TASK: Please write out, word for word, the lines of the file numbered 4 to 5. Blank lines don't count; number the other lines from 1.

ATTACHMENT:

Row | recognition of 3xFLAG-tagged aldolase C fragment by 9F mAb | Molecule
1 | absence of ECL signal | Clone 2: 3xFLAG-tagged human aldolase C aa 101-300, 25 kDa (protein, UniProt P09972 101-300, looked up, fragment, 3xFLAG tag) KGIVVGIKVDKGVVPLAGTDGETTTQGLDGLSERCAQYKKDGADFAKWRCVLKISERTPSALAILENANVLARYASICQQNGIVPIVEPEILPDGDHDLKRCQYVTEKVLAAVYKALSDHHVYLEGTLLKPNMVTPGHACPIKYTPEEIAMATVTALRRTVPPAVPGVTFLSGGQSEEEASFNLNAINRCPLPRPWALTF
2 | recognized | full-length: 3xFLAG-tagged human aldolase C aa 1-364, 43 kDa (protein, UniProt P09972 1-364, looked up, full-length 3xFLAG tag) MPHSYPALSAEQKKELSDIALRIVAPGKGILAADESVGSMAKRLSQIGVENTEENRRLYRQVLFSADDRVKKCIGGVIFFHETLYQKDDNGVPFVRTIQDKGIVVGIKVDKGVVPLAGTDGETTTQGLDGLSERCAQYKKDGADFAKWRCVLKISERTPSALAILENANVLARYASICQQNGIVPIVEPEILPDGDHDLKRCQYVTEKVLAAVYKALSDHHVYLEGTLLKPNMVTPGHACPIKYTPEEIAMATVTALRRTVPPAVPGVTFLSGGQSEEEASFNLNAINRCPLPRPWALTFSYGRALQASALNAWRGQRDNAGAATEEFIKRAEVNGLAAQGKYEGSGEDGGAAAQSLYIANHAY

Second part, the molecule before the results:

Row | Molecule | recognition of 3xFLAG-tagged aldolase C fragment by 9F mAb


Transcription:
Second part, the molecule before the results:

Row | Molecule | recognition of 3xFLAG-tagged aldolase C fragment by 9F mAb